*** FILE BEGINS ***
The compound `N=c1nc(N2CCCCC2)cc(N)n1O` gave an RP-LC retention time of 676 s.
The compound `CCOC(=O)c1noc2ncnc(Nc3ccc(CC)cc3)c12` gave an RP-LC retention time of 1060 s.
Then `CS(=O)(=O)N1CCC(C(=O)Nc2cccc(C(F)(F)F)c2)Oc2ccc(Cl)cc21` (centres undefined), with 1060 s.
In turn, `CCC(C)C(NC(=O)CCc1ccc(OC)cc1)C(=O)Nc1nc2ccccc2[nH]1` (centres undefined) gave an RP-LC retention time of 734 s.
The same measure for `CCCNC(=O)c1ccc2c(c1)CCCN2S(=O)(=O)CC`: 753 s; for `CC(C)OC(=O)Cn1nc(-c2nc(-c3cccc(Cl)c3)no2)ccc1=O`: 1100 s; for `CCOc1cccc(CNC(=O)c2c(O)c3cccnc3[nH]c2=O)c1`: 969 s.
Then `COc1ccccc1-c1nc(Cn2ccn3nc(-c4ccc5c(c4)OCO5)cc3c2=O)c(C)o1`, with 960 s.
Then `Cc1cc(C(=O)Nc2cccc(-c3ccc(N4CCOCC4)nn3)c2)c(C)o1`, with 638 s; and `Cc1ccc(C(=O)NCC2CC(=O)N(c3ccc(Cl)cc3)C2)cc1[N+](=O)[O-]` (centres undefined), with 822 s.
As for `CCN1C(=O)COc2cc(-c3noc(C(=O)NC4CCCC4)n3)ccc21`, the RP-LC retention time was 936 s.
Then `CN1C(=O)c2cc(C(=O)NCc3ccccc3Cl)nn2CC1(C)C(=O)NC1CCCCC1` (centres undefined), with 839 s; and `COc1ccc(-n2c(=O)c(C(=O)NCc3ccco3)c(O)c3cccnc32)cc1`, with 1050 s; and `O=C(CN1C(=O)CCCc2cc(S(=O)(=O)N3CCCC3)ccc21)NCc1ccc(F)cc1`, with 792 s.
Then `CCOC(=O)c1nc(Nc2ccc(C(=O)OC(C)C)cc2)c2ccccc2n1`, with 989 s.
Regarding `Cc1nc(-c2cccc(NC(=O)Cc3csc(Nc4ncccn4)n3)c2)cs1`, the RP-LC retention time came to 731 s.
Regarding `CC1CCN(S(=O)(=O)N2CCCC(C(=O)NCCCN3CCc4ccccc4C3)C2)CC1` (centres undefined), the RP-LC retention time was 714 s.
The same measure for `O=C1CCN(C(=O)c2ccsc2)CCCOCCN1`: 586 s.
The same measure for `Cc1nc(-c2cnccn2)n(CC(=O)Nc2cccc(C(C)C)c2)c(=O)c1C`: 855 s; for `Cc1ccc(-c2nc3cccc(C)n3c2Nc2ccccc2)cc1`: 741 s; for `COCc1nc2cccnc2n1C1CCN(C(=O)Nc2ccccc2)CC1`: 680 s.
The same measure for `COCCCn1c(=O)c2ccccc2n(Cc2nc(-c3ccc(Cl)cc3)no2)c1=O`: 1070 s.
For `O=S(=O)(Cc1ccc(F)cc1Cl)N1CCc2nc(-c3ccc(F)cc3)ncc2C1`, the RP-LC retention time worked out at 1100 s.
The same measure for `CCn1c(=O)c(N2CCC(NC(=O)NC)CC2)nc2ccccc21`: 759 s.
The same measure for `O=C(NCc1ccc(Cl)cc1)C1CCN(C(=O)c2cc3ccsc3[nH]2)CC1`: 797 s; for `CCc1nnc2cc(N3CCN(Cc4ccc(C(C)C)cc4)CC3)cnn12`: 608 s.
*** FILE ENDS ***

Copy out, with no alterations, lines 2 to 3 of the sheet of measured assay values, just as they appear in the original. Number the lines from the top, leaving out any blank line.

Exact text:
The compound `CCOC(=O)c1noc2ncnc(Nc3ccc(CC)cc3)c12` gave an RP-LC retention time of 1060 s.
Then `CS(=O)(=O)N1CCC(C(=O)Nc2cccc(C(F)(F)F)c2)Oc2ccc(Cl)cc21` (centres undefined), with 1060 s.